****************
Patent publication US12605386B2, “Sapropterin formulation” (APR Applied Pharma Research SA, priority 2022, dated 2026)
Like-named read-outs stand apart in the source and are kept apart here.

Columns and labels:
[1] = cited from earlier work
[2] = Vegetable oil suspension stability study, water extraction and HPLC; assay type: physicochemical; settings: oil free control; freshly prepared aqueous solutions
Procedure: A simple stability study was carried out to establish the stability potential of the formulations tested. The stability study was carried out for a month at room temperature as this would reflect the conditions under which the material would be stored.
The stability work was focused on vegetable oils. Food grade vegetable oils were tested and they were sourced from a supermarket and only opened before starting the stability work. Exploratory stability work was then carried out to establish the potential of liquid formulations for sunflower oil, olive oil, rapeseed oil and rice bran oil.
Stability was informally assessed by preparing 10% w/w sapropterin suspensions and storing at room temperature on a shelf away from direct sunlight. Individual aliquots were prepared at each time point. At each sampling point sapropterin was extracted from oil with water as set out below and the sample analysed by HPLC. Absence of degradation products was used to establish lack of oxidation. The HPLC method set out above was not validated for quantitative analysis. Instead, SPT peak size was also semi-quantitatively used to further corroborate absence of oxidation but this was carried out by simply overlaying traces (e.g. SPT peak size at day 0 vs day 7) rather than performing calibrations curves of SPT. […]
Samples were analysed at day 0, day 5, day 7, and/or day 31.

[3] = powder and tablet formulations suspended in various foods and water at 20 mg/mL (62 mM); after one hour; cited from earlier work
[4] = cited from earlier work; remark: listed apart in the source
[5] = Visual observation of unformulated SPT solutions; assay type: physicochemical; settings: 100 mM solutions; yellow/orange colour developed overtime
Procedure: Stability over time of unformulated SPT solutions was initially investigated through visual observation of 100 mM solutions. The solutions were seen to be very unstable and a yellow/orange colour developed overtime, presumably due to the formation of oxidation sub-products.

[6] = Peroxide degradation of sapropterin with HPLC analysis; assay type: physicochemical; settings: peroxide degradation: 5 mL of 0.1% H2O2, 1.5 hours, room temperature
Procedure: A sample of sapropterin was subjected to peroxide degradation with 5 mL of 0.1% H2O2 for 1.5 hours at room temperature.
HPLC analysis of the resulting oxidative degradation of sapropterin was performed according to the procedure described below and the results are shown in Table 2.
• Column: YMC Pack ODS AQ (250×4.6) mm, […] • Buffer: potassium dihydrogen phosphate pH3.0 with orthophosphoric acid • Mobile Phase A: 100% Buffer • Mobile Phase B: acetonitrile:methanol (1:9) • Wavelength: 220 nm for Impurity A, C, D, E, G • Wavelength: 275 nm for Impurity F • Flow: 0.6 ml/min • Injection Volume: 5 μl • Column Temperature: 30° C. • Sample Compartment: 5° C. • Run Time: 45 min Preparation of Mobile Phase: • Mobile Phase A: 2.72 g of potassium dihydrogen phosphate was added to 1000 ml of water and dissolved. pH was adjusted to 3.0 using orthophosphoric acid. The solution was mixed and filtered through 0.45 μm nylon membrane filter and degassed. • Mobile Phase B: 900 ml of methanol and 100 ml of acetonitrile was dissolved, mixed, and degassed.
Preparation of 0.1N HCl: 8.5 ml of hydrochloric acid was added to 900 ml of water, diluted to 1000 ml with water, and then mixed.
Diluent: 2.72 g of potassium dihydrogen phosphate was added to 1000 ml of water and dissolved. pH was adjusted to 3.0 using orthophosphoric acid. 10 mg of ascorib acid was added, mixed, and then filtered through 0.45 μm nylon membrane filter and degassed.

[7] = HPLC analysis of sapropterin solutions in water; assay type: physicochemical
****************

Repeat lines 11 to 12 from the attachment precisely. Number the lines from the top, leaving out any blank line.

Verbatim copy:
[4] = cited from earlier work; remark: listed apart in the source
[5] = Visual observation of unformulated SPT solutions; assay type: physicochemical; settings: 100 mM solutions; yellow/orange colour developed overtime